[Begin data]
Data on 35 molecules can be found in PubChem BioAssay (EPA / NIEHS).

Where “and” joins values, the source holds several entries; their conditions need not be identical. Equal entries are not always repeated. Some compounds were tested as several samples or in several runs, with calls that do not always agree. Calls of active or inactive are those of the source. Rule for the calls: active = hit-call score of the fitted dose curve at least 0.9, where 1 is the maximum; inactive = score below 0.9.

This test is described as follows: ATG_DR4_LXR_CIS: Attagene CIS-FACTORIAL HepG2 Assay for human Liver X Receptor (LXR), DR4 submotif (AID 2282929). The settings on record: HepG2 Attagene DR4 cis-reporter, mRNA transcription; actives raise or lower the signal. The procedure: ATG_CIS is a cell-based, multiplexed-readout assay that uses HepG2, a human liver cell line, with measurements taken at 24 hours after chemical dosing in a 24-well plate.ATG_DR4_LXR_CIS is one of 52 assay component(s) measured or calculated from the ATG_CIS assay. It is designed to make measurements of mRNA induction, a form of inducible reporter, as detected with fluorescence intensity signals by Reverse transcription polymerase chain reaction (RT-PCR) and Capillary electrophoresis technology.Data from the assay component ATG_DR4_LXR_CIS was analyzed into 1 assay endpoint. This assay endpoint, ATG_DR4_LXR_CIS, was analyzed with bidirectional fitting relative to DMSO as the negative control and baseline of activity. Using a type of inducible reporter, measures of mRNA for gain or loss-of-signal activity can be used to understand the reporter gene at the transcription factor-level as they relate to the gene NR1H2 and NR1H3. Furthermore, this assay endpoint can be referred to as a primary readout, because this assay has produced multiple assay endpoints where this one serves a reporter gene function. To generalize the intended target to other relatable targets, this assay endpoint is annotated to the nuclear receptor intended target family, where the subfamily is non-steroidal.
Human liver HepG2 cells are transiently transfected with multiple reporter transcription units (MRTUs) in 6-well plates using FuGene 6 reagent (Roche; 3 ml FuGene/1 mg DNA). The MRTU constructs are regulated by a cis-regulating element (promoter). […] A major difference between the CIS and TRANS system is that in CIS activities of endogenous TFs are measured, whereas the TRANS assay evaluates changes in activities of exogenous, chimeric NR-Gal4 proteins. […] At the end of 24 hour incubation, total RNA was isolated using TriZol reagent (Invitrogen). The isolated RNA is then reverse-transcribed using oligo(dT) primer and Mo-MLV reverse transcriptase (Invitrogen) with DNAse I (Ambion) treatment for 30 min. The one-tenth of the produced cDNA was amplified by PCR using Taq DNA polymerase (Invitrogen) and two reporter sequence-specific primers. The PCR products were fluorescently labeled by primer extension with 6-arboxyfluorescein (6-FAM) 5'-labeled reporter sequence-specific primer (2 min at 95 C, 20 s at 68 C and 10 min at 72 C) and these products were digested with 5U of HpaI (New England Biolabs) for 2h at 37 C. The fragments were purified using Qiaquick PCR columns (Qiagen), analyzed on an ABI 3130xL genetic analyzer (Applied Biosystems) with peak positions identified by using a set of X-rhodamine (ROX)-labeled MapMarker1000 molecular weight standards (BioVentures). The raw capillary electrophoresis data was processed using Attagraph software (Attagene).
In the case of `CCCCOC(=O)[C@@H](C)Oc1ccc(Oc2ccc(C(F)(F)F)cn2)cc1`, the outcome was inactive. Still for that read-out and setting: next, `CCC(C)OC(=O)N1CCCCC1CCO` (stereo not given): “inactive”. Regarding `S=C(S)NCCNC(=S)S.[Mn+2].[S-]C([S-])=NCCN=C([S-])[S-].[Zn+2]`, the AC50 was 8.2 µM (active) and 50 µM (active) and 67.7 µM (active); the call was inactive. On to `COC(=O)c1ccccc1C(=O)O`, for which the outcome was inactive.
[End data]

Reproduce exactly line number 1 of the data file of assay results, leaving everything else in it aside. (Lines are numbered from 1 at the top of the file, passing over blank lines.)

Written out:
Data on 35 molecules can be found in PubChem BioAssay (EPA / NIEHS).